IMAP email setup in Android: Better to use phone-wide accounts for OAuth or to use one-time passwords?
What considerations should privacy-minded people take into account to make this decision? For context, I'm using FairEmail because K-9 doesn't seem to be able to *move to a desired folder* multiple emails at a time. K-9 doesn't use OAuth, so I don't have a choice to make there. However, FairEmail *does* use OAuth. And, when reading about OAuth, it apparently is safer than the alternative. This alternative is either using the main account (with no 2FA) or using an app-specific password (with 2FA activated). Hearing this, it would be a no-brainer for me to choose the OAuth, but the issue is that Google only lets you do OAuth if the app is downloaded from the Google Play Store and if the account is set up as a phone-wide account. Ouch. And yet I wonder if the security of OAuth is so much greater that I should forget about the alternative.

Request: FLOSS, simple, and 'safe' ranked-choice voting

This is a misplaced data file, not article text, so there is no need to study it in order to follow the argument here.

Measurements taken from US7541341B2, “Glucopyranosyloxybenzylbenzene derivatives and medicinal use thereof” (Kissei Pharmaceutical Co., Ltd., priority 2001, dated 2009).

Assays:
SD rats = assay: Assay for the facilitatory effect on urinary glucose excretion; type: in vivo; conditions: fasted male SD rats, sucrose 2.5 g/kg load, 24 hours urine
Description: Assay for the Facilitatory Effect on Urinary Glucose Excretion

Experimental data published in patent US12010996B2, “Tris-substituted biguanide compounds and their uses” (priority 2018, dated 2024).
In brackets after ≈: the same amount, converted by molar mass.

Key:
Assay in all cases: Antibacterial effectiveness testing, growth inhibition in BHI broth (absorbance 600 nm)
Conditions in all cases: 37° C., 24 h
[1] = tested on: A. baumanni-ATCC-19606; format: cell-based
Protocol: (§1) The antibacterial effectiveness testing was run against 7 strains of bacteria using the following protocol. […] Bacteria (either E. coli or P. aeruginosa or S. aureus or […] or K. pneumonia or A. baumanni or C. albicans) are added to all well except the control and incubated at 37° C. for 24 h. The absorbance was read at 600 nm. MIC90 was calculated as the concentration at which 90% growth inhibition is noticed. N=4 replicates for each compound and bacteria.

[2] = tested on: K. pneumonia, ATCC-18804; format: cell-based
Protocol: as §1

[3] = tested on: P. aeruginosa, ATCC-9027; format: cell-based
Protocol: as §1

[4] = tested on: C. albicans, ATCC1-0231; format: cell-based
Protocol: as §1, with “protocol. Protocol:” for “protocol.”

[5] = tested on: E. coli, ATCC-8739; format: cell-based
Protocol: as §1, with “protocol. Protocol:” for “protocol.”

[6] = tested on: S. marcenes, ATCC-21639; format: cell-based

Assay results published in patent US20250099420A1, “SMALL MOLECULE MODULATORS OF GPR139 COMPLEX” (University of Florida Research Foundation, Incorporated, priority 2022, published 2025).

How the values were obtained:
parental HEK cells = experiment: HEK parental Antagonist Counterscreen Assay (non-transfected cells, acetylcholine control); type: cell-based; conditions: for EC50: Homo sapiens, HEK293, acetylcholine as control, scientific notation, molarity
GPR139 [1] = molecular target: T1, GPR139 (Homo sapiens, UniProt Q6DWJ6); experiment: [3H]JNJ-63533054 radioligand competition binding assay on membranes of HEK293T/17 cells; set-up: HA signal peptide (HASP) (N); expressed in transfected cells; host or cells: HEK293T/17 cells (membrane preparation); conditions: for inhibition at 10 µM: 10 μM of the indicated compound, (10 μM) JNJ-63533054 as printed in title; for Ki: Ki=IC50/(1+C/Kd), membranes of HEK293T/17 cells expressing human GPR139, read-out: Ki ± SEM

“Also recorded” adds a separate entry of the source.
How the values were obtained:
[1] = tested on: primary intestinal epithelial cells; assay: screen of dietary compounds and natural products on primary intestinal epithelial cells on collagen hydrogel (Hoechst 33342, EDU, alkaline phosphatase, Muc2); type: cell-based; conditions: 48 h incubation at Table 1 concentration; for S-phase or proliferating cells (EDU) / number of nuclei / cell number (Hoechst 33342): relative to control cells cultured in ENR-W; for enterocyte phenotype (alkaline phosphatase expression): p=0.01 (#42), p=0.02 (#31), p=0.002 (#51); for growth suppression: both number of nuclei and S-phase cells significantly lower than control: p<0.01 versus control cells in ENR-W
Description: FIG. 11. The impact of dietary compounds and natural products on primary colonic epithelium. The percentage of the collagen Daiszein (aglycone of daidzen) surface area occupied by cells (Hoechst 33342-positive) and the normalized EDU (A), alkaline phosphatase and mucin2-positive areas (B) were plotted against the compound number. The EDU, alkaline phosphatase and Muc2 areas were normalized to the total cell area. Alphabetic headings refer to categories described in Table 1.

Y'all may make my day. # Here's the situation: I am part of a club in which we publish stories. We don't have enough money to print them all. So we vote. Currently, we can only vote with only a checkbox ☑️ per option using Framasoft's polling. Not optimal because... # I'm interested in ranked voting. - How can I make a dead-simple (from the coder and user perspective) ranked voting mechanism that also avoids them having to log into places or create accounts? We need to account for old, computer illiterate people. - How can I assure them integrity in the sense of their votes being counted once, in the sense of the votes being cast properly, and in the sense of people feeling that the solution is 'safe'? I say safe because I created this community's website pseudonimously and people loved it, but I once stupidly published fragments of someone else's stories and they got properly pissed at the pseudonymous site creator. They were asking questions about the safety of the community, allegedly seeking legal advice, and even doubting the security of the website. This lead me to make the website a static, open source site with checksums, and a password for some encrypted posts. I delivered the password through the community's official email list, which incidentally is one of the ways I've thought of verifying voter identities. - Could the solution piggyback on existing solutions? # Solutions I've considered: - Hardcoding Google Forms. I set up radio buttons to rank the first option (e.g. "Fries - 2". Then, depending on the rank they chose there, I make a new page for the next option with every rank except the one they chose (e.g. "1" and "3" because "2" was chosen already). This effectively creates a 'dynamic' (hardcoded) solution. - Pros: This seems simple. They can claim an identity (e.g. "Partners in Crime", a couple that writes together). - Cons: With more than 3 options, this insane. The amount of pages I need to hardcode with this method is 'n!'! Slower feedback in case there's double submission ("Partners in Crime" vote twice, or someone manipulates the election). - Giving a markdown template of the ballot and have them fill it out and submit through a Matrix room. - Pros: I can verify the ballot and, if incorrectly ranked (e.g. two options were ranked as "2"), have them correct it. They can edit the message. People can see each vote and verify the election. Minimal programming time. - Cons: Non tech-savvy people, in their ignorance, could think I'm demanding them sign up into a sketchy service. I know, this sounds absurd, but this group, while mostly sensible, has some tin-foil hat people. Formatting could be harder than clicking for older people. Anonymity is lost, in case that's a desirable thing (which I'm ambivalent about; ultimately, people could chat with my pseudonym privately). However, **the biggest con** is that, if not enough people sign up for this, the legitimacy of this election would be compromised. Some people may not sign up because it's harder than simply clicking a link and then immediately clicking on options (believe me, stuff like this matters). The last con is that, if someone finds out that in my private life I use Matrix regularly, they could out me as the creator of the site. I don't want to end up getting sued... - Using a proprietary solution like Survey Monkey and Qualtrics. - Pros: Known brands. I can sell the brand as a safety feature for skeptical older folks. Probably has a simple interface. Fast programming. Probably has a way of verifying identities through an email list. - Cons: This is proprietary software. I'd love *not* to use it. They may harvest our data and sell it, as it goes all-too-often. The email list thing on its own could be an issue. Plus, my current 'PR strategy' is to emphasize the openness of FLOSS, and how it's compatible with pseudonimity... - Rather than a static website, set up a database-driven website - Pros: The frictions regarding registration into Matrix would disappear. I can create this exactly as I want, with less redundancy than in the Google Forms hardcoded solution. - Cons: This is out of my skillset. This is not as easily verifiable as a static website with checksums or a Matrix room. - Hold a Jitsi meeting and vote 'face to face' - Pros: Election integrity is probably assured. - Cons: I'd probably be outed as the creator of the website, since I've blogged about how we should use ranked-choice voting. It's also not easier to 'cast a ballot' in a Jitsi meeting. We still need a ballot-collection mechanism. Otherwise the whole thing ends up as a procedural hearing with people dictating their votes... ugh... # The issue with email verification These folks even heavily questioned the fact that I had their emails to begin with (to be sure, this, in the middle of other comments that lauded the website, which is why I'm not giving up on this). The thing is, I got their emails from the publisher, but it isn't clear if the publisher should've done that to begin with. I found out about this because, when people were threatening to sue because of 'exposing private information' (an email), I got a lawyer and was told that this is a gray area; there are some cases that consider emails sensitive information and others that don't. This is why I'd prefer not to get those who are pissed even more pissed by using their emails again. But anyway, avoiding emails is why I thought it would be easier for people to *claim identities*. That is, they submit their vote, but also say "I'm Partners in Crime" or "I'm Mike", and at first I trust them. However, if, at any point, someone else claims those same identities, then I ask for email verification *only to them*, on the grounds that there is an issue in their identity verification. This would be especially useful in a public Matrix room, where everyone can verify that, indeed, there was a conflict in the claiming of identities. What makes this method better than the 'emails by default' solution, is that verification is their prerogative. If they don't want to verify it, the vote is not counted. If they want to, they can. And email is not the only way. I'm open to alternatives. Either from them or from you. But so far it's the only way I can think of, other than selfies (like Reddit does it at times...; not a fan of this method). # Why bother This is a beautiful community at its best. We have published loads of amazing literature and changed for the good each other's worldviews. It only helps that now have, as a writing collective, a good reputation. Apart from that, I have basic skills that I'd like to hone and make useful in making this ranked-choice vote happen. Ranked voting would improve our current voting system. And if I can make it with FLOSS, all the better!